The World Health Organization (WHO) overnight released its report into the origins of the coronavirus, a report I contributed to as a member of the recent mission to Wuhan, China.
The report outlines our now well-publicised findings: SARS-CoV-2, the virus that causes COVID-19, most likely arose in bats, and then spread to humans via an as-yet unidentified intermediary animal. The evidence we have so far indicates the virus was possibly circulating in China in mid-to-late November 2019. We considered viral escape from a laboratory extremely unlikely.
However, the release of the report prompted governments, including in the United States, United Kingdom and Australia, to share their concerns over whether investigators had access to all the data. The joint statement also called for greater transparency when investigating pandemics, now and in the future.
Our report also recommended what research is needed for a more complete picture of the origins of the coronavirus.
The key focus of this next stage of investigations is looking at what happened before people realised there was a clinical problem in December 2019, not just in China but in other countries with early cases, such as Italy and Iran. This would give us a more complete picture of whether SARS-CoV-2 was circulating earlier than December 2019.
For instance, if we just focus on China for now, we know there were influenza-like respiratory illnesses in Wuhan in late 2019. In fact, we looked at data from more than 76,000 cases for the WHO report, to see whether these could have been what we now call COVID-19. But work is already under way to re-analyse those data using different techniques, to see if we’ve missed any earlier cases.
Talks are also under way to see whether blood donations in China in 2019 can be analysed to see if they contain antibodies to SARS-CoV-2. This would tell us whether the people who donated those samples had been infected by the virus. These types of investigations take time.
Then there’s what we can learn from molecular epidemiology (the genetic makeup of the virus and its spread). For instance, if we find a lot of variation in the genetic sequence of early samples of SARS-CoV-2, this tells us there had already been transmission for some time. That’s because the virus doesn’t mutate unless it infects and transmits. We can use modelling to say what might have happened up to three or more weeks beforehand.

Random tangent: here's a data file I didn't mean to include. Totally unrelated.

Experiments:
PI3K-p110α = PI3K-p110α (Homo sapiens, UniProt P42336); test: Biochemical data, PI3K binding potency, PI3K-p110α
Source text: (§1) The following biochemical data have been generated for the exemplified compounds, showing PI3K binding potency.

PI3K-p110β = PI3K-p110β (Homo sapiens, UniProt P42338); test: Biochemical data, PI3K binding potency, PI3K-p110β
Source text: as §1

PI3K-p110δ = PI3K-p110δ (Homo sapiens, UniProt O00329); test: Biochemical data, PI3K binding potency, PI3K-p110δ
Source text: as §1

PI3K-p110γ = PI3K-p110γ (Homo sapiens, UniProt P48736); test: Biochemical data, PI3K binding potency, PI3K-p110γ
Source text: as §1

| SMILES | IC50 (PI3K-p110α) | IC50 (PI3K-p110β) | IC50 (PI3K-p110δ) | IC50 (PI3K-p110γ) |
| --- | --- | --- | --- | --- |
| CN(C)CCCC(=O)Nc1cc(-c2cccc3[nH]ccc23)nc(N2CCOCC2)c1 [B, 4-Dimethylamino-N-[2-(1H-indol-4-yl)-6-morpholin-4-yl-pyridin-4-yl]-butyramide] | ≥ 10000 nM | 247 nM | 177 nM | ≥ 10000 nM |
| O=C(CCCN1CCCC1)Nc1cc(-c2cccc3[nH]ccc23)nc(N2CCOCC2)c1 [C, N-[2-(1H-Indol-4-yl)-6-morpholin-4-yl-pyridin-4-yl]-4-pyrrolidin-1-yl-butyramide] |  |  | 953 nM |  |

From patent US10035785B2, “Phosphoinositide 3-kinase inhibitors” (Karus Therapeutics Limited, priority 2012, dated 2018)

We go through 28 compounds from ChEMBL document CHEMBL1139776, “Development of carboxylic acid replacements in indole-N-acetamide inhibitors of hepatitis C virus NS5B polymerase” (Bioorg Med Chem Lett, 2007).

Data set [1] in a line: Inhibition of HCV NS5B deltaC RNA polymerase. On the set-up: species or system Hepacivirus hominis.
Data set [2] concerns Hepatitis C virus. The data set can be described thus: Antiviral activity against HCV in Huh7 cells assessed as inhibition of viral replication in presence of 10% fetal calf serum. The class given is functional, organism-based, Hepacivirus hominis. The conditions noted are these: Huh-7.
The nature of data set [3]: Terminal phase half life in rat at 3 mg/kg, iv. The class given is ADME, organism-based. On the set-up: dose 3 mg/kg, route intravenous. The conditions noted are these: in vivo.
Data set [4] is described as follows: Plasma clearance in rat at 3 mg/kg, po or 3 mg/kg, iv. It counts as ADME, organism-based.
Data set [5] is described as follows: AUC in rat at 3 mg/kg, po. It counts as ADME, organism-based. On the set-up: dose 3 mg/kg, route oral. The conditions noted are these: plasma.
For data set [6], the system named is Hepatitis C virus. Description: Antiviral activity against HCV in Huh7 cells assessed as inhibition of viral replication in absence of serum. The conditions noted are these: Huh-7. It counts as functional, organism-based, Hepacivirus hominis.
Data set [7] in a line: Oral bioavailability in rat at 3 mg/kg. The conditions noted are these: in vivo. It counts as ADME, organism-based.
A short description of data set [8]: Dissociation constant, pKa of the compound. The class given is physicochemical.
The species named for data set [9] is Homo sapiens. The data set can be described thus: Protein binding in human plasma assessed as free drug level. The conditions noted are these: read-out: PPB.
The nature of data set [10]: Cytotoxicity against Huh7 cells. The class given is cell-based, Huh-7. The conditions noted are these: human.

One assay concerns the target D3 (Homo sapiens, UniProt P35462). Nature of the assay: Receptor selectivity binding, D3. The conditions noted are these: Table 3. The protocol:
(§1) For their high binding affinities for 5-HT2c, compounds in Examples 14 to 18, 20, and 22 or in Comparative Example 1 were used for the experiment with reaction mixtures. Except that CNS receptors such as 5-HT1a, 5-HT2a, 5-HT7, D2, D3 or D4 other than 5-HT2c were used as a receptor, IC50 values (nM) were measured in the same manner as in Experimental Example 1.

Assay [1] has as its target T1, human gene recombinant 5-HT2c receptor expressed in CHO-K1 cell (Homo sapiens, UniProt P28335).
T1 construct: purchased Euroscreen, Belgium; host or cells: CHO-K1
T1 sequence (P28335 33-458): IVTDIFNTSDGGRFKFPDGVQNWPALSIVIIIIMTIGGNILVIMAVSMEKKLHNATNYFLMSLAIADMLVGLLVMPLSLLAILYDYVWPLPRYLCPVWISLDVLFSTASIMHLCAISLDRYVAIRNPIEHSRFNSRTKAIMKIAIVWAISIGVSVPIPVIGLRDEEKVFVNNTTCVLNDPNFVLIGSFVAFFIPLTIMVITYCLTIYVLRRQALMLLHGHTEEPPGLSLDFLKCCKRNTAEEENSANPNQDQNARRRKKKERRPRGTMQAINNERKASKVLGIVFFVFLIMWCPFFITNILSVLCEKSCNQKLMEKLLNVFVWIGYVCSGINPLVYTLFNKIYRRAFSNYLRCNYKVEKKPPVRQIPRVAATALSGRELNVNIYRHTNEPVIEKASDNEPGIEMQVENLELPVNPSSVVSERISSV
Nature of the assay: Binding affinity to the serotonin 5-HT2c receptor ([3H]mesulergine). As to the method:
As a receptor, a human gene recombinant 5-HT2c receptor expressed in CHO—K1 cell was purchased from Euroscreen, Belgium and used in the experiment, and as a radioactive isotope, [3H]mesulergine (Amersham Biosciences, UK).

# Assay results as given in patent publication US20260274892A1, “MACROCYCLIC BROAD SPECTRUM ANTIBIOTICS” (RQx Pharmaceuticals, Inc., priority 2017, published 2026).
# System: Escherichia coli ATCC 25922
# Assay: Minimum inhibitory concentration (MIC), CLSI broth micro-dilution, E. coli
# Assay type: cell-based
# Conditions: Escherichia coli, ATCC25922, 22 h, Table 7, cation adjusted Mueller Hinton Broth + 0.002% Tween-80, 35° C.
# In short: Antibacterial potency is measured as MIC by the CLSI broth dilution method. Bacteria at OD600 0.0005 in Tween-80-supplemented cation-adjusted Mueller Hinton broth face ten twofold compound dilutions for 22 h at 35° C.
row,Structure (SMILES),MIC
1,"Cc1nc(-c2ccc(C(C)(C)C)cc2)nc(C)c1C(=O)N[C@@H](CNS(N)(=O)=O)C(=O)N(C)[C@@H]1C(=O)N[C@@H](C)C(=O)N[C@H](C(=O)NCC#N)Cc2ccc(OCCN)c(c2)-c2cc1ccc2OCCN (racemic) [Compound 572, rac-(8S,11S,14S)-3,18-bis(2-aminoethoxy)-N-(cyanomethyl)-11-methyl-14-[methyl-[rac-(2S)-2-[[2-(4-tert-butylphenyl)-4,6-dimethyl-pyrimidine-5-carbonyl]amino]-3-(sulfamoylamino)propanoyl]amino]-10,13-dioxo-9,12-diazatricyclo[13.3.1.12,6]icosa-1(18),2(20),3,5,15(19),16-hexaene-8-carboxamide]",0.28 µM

We also need to link those molecular epidemiology data to actual clinical data. Until now those data have largely been separate, with the molecular data held in research or university laboratories and the patient data held elsewhere. We need to make those connections to tell us which infections were related, and how far back in time they go.
There are also many biological samples sitting in laboratories around the world that we need to analyse, and not just in Wuhan. So we have to do a bit of detective work to locate them and analyse them to understand the pattern of disease and to help sort out the origin. There is no central database of samples and what antibodies or genetic material they might contain.
For instance, there are SARS-CoV-2 positive blood donations in the US and France, and cases in Italy, and there’s sewage testing in Spain. These are places with early outbreaks of respiratory illnesses that may help us find out if SARS-CoV-2 was circulating earlier than we first thought.
We also need more studies into the role of frozen food products in transmitting the virus. Although we considered the “cold chain” a possible pathway to transmission, we still don’t know how big a factor this was, if at all.
Finally, there’s ongoing sampling of animals and the environment for signs of SARS-CoV-2 or related viruses. Can we find the parent virus (the one that eventually mutated into SARS-CoV-2) in a bat in a cave somewhere? Where do we look? At bats across Southeast Asia, Central Asia, into Europe? We need to look at the range of these bats and where they live. These types of investigations can take ages.
Can we find the virus in an intermediary animal, and if so, what type of animal and where? Again, these are difficult studies to set up.
The key here is to keep trying to work together and avoid the over-politicisation of the whole exercise.
Rather than blaming governments, we need to foster cooperation and trust between investigators, between and within countries. This not only helps us during this pandemic; it’s the key to managing future pandemics. The more cooperative we are, the more likely we are to get the best results. We have to make sure politics doesn’t muck that up.
Professor Dominic Dwyer is the Director of Public Health Pathology, NSW Health Pathology, Westmead Hospital and Clinical Professor in the Faculty of Medicine and Health at the University of Sydney. This article was first published in The Conversation.